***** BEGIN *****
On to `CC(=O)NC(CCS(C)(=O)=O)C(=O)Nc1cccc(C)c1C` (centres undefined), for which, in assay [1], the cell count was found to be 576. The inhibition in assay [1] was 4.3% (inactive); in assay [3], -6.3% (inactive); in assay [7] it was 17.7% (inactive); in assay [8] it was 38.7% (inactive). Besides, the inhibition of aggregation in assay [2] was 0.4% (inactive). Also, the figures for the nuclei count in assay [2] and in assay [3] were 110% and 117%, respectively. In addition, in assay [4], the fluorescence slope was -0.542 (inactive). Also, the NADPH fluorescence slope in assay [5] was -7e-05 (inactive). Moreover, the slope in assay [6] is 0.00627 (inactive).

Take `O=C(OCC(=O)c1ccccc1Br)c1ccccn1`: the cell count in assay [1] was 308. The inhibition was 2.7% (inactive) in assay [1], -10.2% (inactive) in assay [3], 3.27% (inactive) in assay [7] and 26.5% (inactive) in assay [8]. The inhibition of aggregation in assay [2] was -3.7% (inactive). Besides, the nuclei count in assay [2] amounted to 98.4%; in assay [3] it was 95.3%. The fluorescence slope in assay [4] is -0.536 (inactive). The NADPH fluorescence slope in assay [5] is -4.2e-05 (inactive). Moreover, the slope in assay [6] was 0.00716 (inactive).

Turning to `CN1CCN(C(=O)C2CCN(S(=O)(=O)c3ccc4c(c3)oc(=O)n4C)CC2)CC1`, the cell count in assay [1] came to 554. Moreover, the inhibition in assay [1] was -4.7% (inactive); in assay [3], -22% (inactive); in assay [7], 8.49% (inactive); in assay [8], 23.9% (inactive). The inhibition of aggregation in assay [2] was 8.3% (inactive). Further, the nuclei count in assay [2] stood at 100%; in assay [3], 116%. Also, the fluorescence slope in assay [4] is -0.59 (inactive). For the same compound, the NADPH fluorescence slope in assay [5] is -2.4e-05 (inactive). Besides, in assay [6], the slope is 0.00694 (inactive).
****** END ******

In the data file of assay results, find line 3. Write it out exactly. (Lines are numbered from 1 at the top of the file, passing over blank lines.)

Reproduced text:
Turning to `CN1CCN(C(=O)C2CCN(S(=O)(=O)c3ccc4c(c3)oc(=O)n4C)CC2)CC1`, the cell count in assay [1] came to 554. Moreover, the inhibition in assay [1] was -4.7% (inactive); in assay [3], -22% (inactive); in assay [7], 8.49% (inactive); in assay [8], 23.9% (inactive). The inhibition of aggregation in assay [2] was 8.3% (inactive). Further, the nuclei count in assay [2] stood at 100%; in assay [3], 116%. Also, the fluorescence slope in assay [4] is -0.59 (inactive). For the same compound, the NADPH fluorescence slope in assay [5] is -2.4e-05 (inactive). Besides, in assay [6], the slope is 0.00694 (inactive).